THE BLOG
07/19/2013 04:52 pm ET | Updated Sep 18, 2013

Hungry in America

Right now, lawmakers are once again revisiting one of America's most sweeping and crucial pieces of legislation -- the farm bill. Living in an urban environment like Chicago, it's easy for us to say 'what does a farm bill have to do with me?' The answer, though, is bigger than any farm. This bill affects each and every community across the country, impacting our food chain and more importantly, impacting what kind of support those in poverty have as they struggle to get ahead.

The farm bill, which covers subsidies for farmers and the budget for the Supplemental Nutrition Assistance Program (SNAP) program -- which is commonly known as food stamps -- is reviewed every five years and is among the most important to those living in poverty, struggling to feed their family. This year's bills in both the house and the senate propose cuts to SNAP funding -- a program that is already drastically underfunded. The average monthly SNAP benefit per person is $139.45. That's less than $1.50 per person per meal. Currently, the senate bill proposes cutting SNAP funding by $3.9 billion. The house bill proposes a cut of $20.5 billion.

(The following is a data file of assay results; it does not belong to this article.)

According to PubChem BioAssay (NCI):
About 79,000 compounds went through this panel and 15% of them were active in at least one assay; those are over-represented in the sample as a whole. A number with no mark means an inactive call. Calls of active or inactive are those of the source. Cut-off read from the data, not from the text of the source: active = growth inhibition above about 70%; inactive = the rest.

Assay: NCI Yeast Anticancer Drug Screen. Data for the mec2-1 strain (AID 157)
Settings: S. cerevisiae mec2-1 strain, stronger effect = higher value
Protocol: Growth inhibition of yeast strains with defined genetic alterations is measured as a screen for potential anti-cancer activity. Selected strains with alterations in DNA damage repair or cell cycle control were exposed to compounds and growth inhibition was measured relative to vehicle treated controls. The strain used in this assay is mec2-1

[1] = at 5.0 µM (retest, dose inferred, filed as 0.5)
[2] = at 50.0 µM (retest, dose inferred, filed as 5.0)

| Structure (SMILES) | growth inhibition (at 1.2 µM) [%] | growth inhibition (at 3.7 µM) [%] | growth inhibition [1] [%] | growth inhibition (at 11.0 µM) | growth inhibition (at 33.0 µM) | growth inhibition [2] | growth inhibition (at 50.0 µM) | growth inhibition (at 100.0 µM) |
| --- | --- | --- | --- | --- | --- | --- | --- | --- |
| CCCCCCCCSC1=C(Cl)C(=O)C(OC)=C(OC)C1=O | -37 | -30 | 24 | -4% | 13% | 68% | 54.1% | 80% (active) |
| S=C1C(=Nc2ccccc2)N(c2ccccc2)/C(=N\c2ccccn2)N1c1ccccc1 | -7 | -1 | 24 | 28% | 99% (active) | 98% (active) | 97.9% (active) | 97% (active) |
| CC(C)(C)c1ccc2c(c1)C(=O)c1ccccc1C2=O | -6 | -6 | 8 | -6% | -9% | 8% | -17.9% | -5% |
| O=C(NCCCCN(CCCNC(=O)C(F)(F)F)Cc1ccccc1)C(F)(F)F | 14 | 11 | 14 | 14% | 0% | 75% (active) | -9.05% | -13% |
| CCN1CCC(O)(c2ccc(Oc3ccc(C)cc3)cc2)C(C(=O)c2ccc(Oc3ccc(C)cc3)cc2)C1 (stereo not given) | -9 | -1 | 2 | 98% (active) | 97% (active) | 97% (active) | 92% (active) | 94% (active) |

It's easy to lose sight of the fact that these aren't just numbers in a budget sheet. It's food that's taken out of the hands of the most vulnerable -- particularly children, the elderly and the disabled, who receive 76% of all SNAP funding. These families have few other options and without the meager support offered by current SNAP benefits, they often go hungry. As it is now, most participants run out of SNAP benefits by the third week of the month. Fifty-eight percent of recipients turn to food banks at least six months out of the year.

We can't afford to cut any deeper and we can't afford to turn our backs on those struggling in poverty. At Heartland Alliance, the Midwest's leading anti-poverty organization, where I work, I see the effects of such poverty every day. It's written in the faces of husbands who are desperately trying to provide for their children. It's visible in the eyes of someone on the verge of homelessness and of someone fighting a chronic illness with no place to turn for help. These are the very people who stand to lose the most in cuts to feeding programs like SNAP -- people fighting for stability but with few of the tools they need to help them get there. We can't cut further into a program that provides for such a basic need. It's time to invest in moving forward, not back.